When the electric fuse 75 is to be broken, the breaker transistor TR1 is turned on and a power supply voltage is applied to the pad 71 to apply a fusing current to the electric fuse 75. In order to confirm the state of the electric fuse 75 after it is broken, the pad 70 is maintained at a lower potential than that of the pad 71. If the electric fuse 75 is not broken, a forward current flows across a pn-junction between the diffusion layer of the breaker transistor TR1 and the semiconductor substrate. If the electric fuse 75 is broken, this forward current will not flow.

If the pad 71 is connected to the source or drain region of the NMOS transistor in the electronic circuit 72, a forward current flows across the pn-junction between the diffusion layer of the NMOS transistor and the semiconductor substrate while the breakdown state of the electric fuse 75 is confirmed. It is not possible therefore to confirm the breakdown state of the electric fuse 75. In the circuit shown in FIG. 10, since the pad 71 is connected only to the gate electrode of the NMOS transistor TR2 in the electronic circuit 72, current will not flow from the pad 70 to the pad 71 via the NMOS transistor in the electronic circuit 72.

SUMMARY OF THE INVENTION

It is necessary to apply a large current to an electric fuse when the fuse is to be broken. It is therefore necessary to widen the gate width of a breaker transistor serially connected to the electric fuse. As the gate width of a transistor is widened, a standby current increases. Since a large number of electric fuses are fabricated in a chip, the area occupied by breaker transistors is broadened and a consumption power increases.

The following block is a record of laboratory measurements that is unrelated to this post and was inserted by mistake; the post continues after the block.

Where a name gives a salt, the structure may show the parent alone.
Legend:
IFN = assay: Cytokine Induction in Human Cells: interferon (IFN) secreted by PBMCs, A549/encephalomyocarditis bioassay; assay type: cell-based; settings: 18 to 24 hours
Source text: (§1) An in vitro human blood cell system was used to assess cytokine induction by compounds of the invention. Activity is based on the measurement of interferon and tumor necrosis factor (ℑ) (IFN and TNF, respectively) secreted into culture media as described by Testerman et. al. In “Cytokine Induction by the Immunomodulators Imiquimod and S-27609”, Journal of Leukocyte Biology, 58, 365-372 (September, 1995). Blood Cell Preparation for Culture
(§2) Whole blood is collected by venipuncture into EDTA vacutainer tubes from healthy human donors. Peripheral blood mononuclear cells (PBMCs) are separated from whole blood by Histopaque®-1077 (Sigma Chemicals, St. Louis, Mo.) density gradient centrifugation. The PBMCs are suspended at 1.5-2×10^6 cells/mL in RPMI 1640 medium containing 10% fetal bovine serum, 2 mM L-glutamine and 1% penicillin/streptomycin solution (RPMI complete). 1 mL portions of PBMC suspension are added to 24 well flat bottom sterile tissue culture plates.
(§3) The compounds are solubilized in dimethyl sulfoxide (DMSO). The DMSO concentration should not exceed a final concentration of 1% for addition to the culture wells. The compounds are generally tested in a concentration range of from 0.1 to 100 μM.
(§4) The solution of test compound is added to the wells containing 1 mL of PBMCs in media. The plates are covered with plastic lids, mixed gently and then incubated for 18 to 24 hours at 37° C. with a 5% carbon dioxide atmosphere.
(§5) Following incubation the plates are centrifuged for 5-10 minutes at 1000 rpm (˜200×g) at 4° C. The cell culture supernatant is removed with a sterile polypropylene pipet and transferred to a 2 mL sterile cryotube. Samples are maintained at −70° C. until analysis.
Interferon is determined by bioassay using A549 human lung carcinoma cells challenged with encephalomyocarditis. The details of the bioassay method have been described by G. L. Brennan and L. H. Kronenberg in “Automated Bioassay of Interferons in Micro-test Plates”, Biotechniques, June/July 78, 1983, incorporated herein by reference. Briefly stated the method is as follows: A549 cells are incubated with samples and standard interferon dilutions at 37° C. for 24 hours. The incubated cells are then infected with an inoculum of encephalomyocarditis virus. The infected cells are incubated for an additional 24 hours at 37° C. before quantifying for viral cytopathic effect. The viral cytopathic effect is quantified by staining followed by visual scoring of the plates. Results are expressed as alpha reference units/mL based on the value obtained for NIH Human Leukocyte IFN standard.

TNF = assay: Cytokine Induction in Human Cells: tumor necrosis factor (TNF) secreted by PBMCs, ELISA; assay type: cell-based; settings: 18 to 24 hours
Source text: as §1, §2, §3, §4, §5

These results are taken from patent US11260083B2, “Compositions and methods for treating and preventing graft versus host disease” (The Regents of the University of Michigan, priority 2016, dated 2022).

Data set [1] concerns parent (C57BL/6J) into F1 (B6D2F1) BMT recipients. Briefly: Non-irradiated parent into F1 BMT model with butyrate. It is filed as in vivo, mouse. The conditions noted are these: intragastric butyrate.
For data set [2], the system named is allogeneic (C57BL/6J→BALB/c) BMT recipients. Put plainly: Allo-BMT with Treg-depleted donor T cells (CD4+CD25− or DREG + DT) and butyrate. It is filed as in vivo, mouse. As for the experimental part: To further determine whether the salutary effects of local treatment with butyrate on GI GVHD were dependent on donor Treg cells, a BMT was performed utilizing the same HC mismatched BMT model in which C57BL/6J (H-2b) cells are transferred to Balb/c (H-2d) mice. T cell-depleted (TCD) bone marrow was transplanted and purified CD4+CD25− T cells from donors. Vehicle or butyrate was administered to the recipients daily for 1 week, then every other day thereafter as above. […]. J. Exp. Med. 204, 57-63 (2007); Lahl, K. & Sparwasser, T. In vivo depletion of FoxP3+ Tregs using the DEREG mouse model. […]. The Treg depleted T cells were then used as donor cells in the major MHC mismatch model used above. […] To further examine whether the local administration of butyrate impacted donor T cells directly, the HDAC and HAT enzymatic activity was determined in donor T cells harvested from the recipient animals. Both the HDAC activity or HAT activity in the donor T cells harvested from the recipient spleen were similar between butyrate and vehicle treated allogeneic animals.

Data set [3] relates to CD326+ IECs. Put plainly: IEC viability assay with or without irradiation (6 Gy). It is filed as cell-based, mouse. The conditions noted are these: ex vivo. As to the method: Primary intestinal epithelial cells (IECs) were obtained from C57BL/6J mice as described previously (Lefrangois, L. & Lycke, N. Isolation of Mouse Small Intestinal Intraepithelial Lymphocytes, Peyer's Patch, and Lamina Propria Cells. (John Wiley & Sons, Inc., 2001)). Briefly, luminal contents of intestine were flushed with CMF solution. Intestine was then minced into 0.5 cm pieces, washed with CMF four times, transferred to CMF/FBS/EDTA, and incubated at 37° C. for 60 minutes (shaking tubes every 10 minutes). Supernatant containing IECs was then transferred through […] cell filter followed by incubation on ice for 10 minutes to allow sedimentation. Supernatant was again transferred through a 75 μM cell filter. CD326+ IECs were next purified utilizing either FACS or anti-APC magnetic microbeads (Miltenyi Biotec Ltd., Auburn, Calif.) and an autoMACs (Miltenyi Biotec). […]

An object of the present invention is to provide a semiconductor device and its manufacture method capable of suppressing an increase in the area occupied by breaker transistors for breaking electric fuses and an increase in standby current.

According to one aspect of the present invention, there is provided a semiconductor device comprising:

a first electric fuse formed over a semiconductor substrate, the first electric fuse being broken when a current flows therethrough;

a first breaker transistor including a source region, a drain region and a gate electrode, the source region and the drain region being disposed in a first surface layer of the semiconductor substrate of a first conductivity type and sandwiching a channel region, the gate electrode controlling a conduction state between the source and drain regions, the drain region being connected to one end of the first electric fuse;

a breaker pad connected to another end of the first electric fuse for supplying a fusing current to the first electric fuse;

a back-bias pad capable of applying a fixed voltage to the first surface layer independently from both a power supply voltage and a ground potential; and

a first fuse information read circuit for reading a breakdown/non-breakdown state of the first electric fuse.

According to another aspect of the present invention, there is provided a manufacture method for a semiconductor device comprising:

an electric fuse formed on a semiconductor substrate, the first electric fuse being broken when a current flows therethrough; and